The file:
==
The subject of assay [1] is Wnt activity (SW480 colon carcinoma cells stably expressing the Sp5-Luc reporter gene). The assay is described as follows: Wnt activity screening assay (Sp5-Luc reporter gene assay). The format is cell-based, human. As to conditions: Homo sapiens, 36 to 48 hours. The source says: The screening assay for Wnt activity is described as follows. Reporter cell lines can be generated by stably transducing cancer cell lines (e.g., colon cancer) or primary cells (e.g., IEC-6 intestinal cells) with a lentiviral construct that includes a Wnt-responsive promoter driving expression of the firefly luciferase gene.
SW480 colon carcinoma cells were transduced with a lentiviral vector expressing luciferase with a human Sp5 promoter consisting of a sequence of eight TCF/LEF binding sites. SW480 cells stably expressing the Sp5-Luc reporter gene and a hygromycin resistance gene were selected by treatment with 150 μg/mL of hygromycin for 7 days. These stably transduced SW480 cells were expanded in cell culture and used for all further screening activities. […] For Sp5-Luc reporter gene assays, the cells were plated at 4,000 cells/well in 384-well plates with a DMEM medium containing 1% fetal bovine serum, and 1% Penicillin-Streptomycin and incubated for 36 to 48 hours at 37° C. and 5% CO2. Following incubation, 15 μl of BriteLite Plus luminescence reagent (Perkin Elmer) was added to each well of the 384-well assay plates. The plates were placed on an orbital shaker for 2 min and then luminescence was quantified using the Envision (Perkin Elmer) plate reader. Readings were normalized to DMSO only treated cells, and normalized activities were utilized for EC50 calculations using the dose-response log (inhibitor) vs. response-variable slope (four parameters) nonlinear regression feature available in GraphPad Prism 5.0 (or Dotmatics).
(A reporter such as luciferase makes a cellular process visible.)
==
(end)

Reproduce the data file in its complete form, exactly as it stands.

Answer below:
The subject of assay [1] is Wnt activity (SW480 colon carcinoma cells stably expressing the Sp5-Luc reporter gene). The assay is described as follows: Wnt activity screening assay (Sp5-Luc reporter gene assay). The format is cell-based, human. As to conditions: Homo sapiens, 36 to 48 hours. The source says: The screening assay for Wnt activity is described as follows. Reporter cell lines can be generated by stably transducing cancer cell lines (e.g., colon cancer) or primary cells (e.g., IEC-6 intestinal cells) with a lentiviral construct that includes a Wnt-responsive promoter driving expression of the firefly luciferase gene.
SW480 colon carcinoma cells were transduced with a lentiviral vector expressing luciferase with a human Sp5 promoter consisting of a sequence of eight TCF/LEF binding sites. SW480 cells stably expressing the Sp5-Luc reporter gene and a hygromycin resistance gene were selected by treatment with 150 μg/mL of hygromycin for 7 days. These stably transduced SW480 cells were expanded in cell culture and used for all further screening activities. […] For Sp5-Luc reporter gene assays, the cells were plated at 4,000 cells/well in 384-well plates with a DMEM medium containing 1% fetal bovine serum, and 1% Penicillin-Streptomycin and incubated for 36 to 48 hours at 37° C. and 5% CO2. Following incubation, 15 μl of BriteLite Plus luminescence reagent (Perkin Elmer) was added to each well of the 384-well assay plates. The plates were placed on an orbital shaker for 2 min and then luminescence was quantified using the Envision (Perkin Elmer) plate reader. Readings were normalized to DMSO only treated cells, and normalized activities were utilized for EC50 calculations using the dose-response log (inhibitor) vs. response-variable slope (four parameters) nonlinear regression feature available in GraphPad Prism 5.0 (or Dotmatics).
(A reporter such as luciferase makes a cellular process visible.)